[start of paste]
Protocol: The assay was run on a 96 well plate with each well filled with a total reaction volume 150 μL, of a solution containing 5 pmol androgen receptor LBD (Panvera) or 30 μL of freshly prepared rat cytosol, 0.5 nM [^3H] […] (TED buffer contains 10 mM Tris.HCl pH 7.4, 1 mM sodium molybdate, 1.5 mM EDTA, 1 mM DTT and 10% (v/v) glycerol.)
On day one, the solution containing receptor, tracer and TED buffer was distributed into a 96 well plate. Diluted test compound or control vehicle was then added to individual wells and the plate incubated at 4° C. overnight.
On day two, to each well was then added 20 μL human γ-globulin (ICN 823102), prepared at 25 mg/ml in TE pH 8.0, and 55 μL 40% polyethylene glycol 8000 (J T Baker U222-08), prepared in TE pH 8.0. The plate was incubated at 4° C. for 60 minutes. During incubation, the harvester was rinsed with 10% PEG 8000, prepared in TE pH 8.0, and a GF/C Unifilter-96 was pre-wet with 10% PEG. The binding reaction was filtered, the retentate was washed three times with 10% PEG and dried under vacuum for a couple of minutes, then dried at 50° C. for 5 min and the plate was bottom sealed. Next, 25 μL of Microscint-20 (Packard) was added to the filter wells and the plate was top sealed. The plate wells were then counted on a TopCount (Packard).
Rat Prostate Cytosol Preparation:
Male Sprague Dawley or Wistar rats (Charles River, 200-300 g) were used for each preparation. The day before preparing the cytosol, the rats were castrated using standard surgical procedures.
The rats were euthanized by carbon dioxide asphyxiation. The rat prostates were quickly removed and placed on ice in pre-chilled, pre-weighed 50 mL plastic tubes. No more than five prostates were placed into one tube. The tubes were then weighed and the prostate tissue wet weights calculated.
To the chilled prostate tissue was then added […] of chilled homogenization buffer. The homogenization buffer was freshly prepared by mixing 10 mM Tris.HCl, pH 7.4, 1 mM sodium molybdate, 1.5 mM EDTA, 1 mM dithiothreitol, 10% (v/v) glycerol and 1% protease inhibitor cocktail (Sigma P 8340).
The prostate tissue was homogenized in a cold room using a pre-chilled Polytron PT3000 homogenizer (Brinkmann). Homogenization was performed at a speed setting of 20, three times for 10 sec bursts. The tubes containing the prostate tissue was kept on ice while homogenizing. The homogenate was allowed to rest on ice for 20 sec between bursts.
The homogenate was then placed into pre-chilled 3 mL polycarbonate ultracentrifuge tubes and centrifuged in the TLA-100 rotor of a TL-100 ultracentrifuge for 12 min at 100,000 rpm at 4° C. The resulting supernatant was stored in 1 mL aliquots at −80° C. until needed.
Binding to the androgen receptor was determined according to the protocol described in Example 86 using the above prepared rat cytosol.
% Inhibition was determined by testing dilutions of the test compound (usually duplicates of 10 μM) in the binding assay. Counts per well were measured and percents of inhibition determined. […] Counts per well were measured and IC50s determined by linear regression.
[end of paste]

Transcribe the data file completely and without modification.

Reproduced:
Protocol: The assay was run on a 96 well plate with each well filled with a total reaction volume 150 μL, of a solution containing 5 pmol androgen receptor LBD (Panvera) or 30 μL of freshly prepared rat cytosol, 0.5 nM [^3H] […] (TED buffer contains 10 mM Tris.HCl pH 7.4, 1 mM sodium molybdate, 1.5 mM EDTA, 1 mM DTT and 10% (v/v) glycerol.)
On day one, the solution containing receptor, tracer and TED buffer was distributed into a 96 well plate. Diluted test compound or control vehicle was then added to individual wells and the plate incubated at 4° C. overnight.
On day two, to each well was then added 20 μL human γ-globulin (ICN 823102), prepared at 25 mg/ml in TE pH 8.0, and 55 μL 40% polyethylene glycol 8000 (J T Baker U222-08), prepared in TE pH 8.0. The plate was incubated at 4° C. for 60 minutes. During incubation, the harvester was rinsed with 10% PEG 8000, prepared in TE pH 8.0, and a GF/C Unifilter-96 was pre-wet with 10% PEG. The binding reaction was filtered, the retentate was washed three times with 10% PEG and dried under vacuum for a couple of minutes, then dried at 50° C. for 5 min and the plate was bottom sealed. Next, 25 μL of Microscint-20 (Packard) was added to the filter wells and the plate was top sealed. The plate wells were then counted on a TopCount (Packard).
Rat Prostate Cytosol Preparation:
Male Sprague Dawley or Wistar rats (Charles River, 200-300 g) were used for each preparation. The day before preparing the cytosol, the rats were castrated using standard surgical procedures.
The rats were euthanized by carbon dioxide asphyxiation. The rat prostates were quickly removed and placed on ice in pre-chilled, pre-weighed 50 mL plastic tubes. No more than five prostates were placed into one tube. The tubes were then weighed and the prostate tissue wet weights calculated.
To the chilled prostate tissue was then added […] of chilled homogenization buffer. The homogenization buffer was freshly prepared by mixing 10 mM Tris.HCl, pH 7.4, 1 mM sodium molybdate, 1.5 mM EDTA, 1 mM dithiothreitol, 10% (v/v) glycerol and 1% protease inhibitor cocktail (Sigma P 8340).
The prostate tissue was homogenized in a cold room using a pre-chilled Polytron PT3000 homogenizer (Brinkmann). Homogenization was performed at a speed setting of 20, three times for 10 sec bursts. The tubes containing the prostate tissue was kept on ice while homogenizing. The homogenate was allowed to rest on ice for 20 sec between bursts.
The homogenate was then placed into pre-chilled 3 mL polycarbonate ultracentrifuge tubes and centrifuged in the TLA-100 rotor of a TL-100 ultracentrifuge for 12 min at 100,000 rpm at 4° C. The resulting supernatant was stored in 1 mL aliquots at −80° C. until needed.
Binding to the androgen receptor was determined according to the protocol described in Example 86 using the above prepared rat cytosol.
% Inhibition was determined by testing dilutions of the test compound (usually duplicates of 10 μM) in the binding assay. Counts per well were measured and percents of inhibition determined. […] Counts per well were measured and IC50s determined by linear regression.